FDA also introduced two new questions relating to biological products. First, FDA addressed, how applicant biosimilar applicant can demonstrate that its proposed biosimilar product has the same “dosage form” as the reference product when the latter is intended to be injected? The BPCIA requires that an applicant must demonstrate that the dosage form of the proposed biosimilar or interchangeable product is the same as that of the reference product. For purposes of implementing this statutory provision, FDA considers the dosage form to be the physical manifestation containing the active and inactive ingredients that delivers a dose of the drug product. In the context of proposed biosimilar products intended to be injected, FDA considers, for example, “injection” (e.g., a solution) to be a different dosage form from “for injection” (e.g., a lyophilized powder). Thus, if the reference product is an “injection,” an applicant could not obtain licensure of a proposed biosimilar “for injection” even if the applicant demonstrated that the proposed biosimilar product, when constituted or reconstituted, could meet the other requirements for application. To that end, FDA also considers emulsions and suspensions of products intended to be injected to be distinct dosage forms as well.

Second, FDA addressed whether a non-U.S.-licensed product that is proposed for importation and use in the U.S. in a clinical investigation intended to support a proposed biosimilar development program (e.g., a bridging clinical PK and/or PD study), is required to have a separate IND FDA proposed that the answer is No. A sponsor may submit a single IND for its proposed biosimilar development program, and may submit information supporting the proposed clinical investigation with the non-U.S.-licensed comparator product under the same IND. With respect to chemistry, manufacturing, and controls (CMC) information, a sponsor should submit to the IND as much of the CMC information as is available, but FDA recognizes that a sponsor may not be able to obtain all of the CMC information required for a non-U.S.-licensed comparator product for which it is not the manufacturer.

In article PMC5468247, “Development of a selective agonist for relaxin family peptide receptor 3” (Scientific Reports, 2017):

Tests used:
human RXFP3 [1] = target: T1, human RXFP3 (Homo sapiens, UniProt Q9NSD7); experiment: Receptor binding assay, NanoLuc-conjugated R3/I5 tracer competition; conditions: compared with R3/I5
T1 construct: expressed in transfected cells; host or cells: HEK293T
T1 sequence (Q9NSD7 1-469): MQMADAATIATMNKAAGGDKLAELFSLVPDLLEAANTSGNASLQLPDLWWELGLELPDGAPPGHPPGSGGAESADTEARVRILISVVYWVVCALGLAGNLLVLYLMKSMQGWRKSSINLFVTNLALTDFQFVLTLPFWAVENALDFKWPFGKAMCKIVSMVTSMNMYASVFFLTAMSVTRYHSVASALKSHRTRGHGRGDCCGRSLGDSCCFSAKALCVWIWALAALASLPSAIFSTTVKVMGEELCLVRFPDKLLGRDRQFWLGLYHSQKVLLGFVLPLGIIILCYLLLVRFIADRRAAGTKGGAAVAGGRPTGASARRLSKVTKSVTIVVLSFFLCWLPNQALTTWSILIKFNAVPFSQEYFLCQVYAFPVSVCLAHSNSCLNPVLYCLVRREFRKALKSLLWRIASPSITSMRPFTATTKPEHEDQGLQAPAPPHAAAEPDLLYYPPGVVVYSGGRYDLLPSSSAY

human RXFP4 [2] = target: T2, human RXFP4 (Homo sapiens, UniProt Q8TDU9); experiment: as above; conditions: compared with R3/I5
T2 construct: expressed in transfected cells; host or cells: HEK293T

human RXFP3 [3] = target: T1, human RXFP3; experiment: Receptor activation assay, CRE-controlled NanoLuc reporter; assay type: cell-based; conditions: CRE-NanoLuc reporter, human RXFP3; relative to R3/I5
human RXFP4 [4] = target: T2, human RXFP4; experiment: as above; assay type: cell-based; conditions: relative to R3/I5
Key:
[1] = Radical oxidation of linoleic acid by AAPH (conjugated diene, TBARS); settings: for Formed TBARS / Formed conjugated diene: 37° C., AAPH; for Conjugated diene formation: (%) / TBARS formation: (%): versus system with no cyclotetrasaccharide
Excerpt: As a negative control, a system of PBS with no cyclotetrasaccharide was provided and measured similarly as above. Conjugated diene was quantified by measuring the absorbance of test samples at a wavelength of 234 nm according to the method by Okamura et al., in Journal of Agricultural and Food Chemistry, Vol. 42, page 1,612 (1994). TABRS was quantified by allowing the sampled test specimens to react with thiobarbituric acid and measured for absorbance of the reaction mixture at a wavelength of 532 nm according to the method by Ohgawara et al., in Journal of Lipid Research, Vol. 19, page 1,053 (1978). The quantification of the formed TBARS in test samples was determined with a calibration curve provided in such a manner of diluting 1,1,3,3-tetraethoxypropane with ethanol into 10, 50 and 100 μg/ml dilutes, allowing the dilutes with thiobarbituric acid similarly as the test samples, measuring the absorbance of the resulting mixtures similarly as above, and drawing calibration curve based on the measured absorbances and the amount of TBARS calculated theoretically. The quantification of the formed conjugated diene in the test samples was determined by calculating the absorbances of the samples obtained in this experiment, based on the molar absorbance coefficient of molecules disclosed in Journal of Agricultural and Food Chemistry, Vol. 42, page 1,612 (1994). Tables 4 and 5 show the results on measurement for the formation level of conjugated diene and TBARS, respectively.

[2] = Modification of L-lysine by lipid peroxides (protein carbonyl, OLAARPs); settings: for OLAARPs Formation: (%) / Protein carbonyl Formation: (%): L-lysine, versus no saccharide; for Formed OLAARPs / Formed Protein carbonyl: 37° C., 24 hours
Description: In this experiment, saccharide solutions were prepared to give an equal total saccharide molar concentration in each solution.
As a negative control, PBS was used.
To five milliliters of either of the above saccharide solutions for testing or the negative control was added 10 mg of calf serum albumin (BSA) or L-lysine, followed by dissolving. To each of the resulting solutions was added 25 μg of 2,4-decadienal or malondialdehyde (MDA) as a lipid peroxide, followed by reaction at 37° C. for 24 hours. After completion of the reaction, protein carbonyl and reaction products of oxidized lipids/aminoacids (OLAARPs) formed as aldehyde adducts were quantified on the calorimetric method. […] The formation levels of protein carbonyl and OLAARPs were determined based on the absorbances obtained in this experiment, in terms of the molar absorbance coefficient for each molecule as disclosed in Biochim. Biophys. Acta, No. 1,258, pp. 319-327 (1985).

Interestingly, FDA addressed the new issue of what type of marketing application should be submitted for a proposed antibody-drug conjugate? Because FDA considers an antibody-drug conjugate to be a combination product composed of a biological product constituent part and a drug constituent part, they proposed that a BLA should be submitted for a proposed monoclonal antibody that is linked to a drug.

FDA also provided some additional information regarding the requirement for pediatric assessments. They also addressed exclusivity by stating that an applicant may include in its BLA submission a request for reference product exclusivity and FDA will consider the applicant’s assertions regarding the eligibility of its proposed product for exclusivity. FDA pointed to the guidance “Reference Product E xclusivity for Biological Products Filed Under Section 351(a) of the PHS Act” for the types of information that reference product sponsors should provide to facilitate FDA’s determination of the date of first licensure for their products.